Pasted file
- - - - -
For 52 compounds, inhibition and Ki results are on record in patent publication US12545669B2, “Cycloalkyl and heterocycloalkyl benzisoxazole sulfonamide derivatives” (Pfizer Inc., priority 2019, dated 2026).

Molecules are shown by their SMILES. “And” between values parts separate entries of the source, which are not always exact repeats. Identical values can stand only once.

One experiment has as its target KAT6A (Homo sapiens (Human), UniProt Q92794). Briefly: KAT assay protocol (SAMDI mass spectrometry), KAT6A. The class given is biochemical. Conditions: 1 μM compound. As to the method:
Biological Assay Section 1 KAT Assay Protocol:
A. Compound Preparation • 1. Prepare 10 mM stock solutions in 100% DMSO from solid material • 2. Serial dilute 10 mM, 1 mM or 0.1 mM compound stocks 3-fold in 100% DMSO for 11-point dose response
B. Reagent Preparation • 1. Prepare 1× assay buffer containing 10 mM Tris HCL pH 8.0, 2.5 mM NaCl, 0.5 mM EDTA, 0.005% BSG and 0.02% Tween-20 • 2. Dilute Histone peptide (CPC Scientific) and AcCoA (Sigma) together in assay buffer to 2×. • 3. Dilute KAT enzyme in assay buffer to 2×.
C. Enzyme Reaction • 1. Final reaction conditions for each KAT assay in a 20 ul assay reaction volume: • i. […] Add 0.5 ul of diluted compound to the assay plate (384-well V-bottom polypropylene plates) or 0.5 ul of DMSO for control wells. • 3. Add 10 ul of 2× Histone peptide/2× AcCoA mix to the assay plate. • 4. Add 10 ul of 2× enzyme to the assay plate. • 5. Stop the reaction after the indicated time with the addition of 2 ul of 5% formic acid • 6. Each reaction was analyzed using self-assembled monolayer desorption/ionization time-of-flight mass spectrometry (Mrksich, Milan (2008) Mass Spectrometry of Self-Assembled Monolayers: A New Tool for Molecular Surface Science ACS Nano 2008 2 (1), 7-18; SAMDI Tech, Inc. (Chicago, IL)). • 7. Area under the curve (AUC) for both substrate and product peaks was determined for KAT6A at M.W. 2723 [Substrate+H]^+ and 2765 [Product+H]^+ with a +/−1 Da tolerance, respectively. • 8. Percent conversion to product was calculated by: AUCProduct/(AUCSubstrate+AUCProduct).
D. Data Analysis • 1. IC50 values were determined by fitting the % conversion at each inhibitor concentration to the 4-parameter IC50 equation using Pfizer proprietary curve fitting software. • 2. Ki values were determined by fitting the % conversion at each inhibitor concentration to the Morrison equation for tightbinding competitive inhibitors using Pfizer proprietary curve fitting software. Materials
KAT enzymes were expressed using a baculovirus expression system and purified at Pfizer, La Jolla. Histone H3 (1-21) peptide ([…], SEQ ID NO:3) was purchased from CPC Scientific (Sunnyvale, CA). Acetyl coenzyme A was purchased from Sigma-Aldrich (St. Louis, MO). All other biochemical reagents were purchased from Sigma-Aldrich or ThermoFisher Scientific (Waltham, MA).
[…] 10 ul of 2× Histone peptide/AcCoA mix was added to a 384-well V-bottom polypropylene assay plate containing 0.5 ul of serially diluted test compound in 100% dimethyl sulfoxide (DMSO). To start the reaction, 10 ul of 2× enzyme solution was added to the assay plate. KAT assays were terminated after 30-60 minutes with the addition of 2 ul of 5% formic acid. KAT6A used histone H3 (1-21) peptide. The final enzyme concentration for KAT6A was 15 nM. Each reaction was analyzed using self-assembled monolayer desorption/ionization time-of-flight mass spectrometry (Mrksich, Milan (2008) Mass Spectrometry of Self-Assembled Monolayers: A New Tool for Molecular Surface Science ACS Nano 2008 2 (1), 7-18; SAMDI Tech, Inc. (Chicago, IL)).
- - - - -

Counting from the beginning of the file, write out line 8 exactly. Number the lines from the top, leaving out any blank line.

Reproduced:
D. Data Analysis • 1. IC50 values were determined by fitting the % conversion at each inhibitor concentration to the 4-parameter IC50 equation using Pfizer proprietary curve fitting software. • 2. Ki values were determined by fitting the % conversion at each inhibitor concentration to the Morrison equation for tightbinding competitive inhibitors using Pfizer proprietary curve fitting software. Materials